The U.S. Global Health Budget: Analysis of the Fiscal Year 2015 Budget Request
The President’s FY15 budget request, which was released on March 4, 2014, proposed $9.4 billion1 in funding for global health programs. If enacted, this would represent a decline of approximately $350 million (-4%) from levels set in the FY14 Omnibus Appropriation and would essentially be a return to FY13 post-sequestration funding amounts.2
Most of the global health budget ($8.1 billion) specified in the FY15 budget request is provided through the Global Health Programs (GHP) account at USAID and the State Department (see Figure 1 & Figure 2). Within the GHP account, all programs would decline, with the exception of funding for malaria and Family Planning and Reproductive Health (FP/RH), which would both increase slightly; funding for bilateral HIV, through PEPFAR, would remain flat (see Figure 3). The FY15 budget request includes $1.35 billion as the base U.S. contribution to the Global Fund to Fight AIDS, Tuberculosis, and Malaria (Global Fund), which is $300 million below the FY14 level and would account for a significant share of the total decline in global health funding, although this is in large part due to legislative restrictions on the U.S. contribution to the Global Fund (see Global Fund section below).3 Funding for tuberculosis (TB) efforts would represent the second largest decrease (-$45 million), followed by pandemic influenza (-$22.5 million) and nutrition (-$14 million).
The FY15 budget request includes a newly proposed “Opportunity, Growth, and Security Initiative” that would provide additional funding across many areas, including some for global health activities (e.g. for the Global Fund; see below). However, this new initiative, which proposes an additional $56 billion in discretionary funding (divided evenly between defense and non-defense), would be offset by mandatory spending reforms and higher revenues;4 it therefore, requires Congressional approval and remains uncertain.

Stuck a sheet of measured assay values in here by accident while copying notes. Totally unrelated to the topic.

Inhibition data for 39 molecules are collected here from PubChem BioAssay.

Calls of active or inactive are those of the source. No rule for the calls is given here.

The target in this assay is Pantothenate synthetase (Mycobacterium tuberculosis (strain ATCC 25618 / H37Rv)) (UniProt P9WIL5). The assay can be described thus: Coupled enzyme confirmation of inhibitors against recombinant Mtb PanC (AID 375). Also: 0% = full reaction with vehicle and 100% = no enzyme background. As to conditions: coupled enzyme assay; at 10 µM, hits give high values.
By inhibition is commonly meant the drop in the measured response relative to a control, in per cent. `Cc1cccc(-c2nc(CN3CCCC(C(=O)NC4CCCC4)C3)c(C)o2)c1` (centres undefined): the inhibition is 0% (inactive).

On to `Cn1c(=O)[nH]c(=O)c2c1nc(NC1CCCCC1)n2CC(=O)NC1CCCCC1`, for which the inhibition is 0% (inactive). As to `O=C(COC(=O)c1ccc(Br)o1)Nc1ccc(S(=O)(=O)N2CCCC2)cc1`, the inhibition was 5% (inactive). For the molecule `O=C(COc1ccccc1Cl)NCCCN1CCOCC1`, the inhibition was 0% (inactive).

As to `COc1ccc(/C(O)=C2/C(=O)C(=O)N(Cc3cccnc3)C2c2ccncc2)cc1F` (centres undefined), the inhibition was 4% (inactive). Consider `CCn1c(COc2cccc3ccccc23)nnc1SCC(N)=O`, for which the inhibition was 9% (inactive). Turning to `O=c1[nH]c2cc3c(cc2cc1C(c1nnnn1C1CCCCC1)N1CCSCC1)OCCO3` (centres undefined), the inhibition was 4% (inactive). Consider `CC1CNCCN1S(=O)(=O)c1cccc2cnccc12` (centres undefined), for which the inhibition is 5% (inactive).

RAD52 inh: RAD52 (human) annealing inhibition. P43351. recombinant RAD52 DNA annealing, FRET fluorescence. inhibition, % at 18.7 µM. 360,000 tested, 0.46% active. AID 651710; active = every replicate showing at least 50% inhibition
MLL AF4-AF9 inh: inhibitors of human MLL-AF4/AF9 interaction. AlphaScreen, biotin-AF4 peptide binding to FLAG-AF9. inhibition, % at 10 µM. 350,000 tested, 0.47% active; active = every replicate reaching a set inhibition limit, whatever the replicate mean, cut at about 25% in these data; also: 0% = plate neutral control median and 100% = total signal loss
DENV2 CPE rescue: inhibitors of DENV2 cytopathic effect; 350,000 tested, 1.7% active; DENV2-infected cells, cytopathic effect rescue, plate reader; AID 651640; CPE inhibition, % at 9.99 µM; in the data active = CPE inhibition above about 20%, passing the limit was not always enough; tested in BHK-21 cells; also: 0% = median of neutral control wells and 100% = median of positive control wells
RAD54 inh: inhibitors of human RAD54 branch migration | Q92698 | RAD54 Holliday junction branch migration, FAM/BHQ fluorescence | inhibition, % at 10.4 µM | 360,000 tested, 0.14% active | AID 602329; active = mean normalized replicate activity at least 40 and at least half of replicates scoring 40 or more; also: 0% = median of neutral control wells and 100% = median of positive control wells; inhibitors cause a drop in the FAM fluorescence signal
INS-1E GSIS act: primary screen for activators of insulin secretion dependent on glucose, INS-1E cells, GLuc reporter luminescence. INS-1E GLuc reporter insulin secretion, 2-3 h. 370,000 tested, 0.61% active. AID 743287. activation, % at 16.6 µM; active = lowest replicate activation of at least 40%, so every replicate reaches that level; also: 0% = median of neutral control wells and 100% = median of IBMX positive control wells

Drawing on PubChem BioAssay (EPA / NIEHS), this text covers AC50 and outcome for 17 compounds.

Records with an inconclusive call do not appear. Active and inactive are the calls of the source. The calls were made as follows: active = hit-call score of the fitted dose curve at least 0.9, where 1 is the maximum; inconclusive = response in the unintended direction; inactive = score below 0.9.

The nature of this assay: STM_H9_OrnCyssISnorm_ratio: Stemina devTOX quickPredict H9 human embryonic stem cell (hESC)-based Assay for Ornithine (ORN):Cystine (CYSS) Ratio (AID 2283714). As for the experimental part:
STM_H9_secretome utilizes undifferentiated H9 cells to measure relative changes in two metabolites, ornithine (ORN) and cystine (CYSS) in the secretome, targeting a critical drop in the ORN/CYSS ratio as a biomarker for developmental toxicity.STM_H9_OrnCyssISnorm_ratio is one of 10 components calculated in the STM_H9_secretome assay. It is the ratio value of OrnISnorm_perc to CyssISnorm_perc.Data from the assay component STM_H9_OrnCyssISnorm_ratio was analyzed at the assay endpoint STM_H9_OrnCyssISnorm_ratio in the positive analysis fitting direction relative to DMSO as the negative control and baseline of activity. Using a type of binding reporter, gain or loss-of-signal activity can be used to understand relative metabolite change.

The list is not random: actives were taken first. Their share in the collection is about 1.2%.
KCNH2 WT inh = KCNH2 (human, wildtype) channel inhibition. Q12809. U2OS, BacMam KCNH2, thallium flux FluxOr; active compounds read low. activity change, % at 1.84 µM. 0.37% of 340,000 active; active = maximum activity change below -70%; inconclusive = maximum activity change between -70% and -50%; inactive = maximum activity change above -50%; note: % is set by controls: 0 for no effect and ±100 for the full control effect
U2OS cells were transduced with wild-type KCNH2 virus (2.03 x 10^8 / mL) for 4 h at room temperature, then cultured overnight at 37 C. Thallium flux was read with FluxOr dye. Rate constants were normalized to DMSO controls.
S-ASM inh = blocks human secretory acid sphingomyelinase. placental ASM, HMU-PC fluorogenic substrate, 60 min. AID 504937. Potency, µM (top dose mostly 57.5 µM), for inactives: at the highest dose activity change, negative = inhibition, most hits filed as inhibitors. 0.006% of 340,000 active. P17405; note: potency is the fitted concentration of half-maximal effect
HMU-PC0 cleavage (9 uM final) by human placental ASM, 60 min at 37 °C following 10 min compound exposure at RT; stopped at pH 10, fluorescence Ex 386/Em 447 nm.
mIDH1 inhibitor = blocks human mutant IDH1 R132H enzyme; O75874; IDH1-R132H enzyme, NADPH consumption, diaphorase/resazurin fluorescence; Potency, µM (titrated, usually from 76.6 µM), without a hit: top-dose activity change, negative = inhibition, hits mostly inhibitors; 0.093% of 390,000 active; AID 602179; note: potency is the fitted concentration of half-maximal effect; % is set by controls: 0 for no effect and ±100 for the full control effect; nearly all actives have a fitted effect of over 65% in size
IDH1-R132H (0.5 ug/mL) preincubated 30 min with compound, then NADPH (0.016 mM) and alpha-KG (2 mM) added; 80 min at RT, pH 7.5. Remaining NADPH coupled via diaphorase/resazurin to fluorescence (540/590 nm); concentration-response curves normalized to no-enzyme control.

If Congress approves the President’s FY15 Budget Request, global health funding would be impacted more than other areas when compared to broader budgetary trends, particularly when compared to final FY13 post-sequestration levels (see Table 1). For instance, while funding for global health would remain essentially flat between FY 13 and FY 15, funding for international affairs overall would increase by 7%.5 In addition, funding for all non-defense discretionary programs, of which global health is a part, would increase by 3%.6 In both FY13 and FY14, however, Congress approved higher funding levels for global health than those proposed in the President’s budget request. Whether or not Congress continues this trend remains to be seen.
The summary below provides an overview of global health funding levels by program area as proposed in the FY15 Budget Request (unless otherwise stated, all comparisons are to enacted FY14 levels).7
PEPFAR’s bilateral HIV funding through the GHP account totaled $4,350 million ($330 million at USAID and $4,020 at the State Department) matching the FY14 funding level (Table 2), but more than $600 million below its peak level of $4,959 million in FY10. Bilateral HIV accounts for the largest share (54%) of the global health portfolio under the GHP account. The FY15 budget request for HIV includes funding for microbicides research ($45 million), U.S. contributions to IAVI ($28.7 million), the Commodity Fund ($20.3 million), and the Joint United Nations Programme on HIV/AIDS (UNAIDS) ($45 million).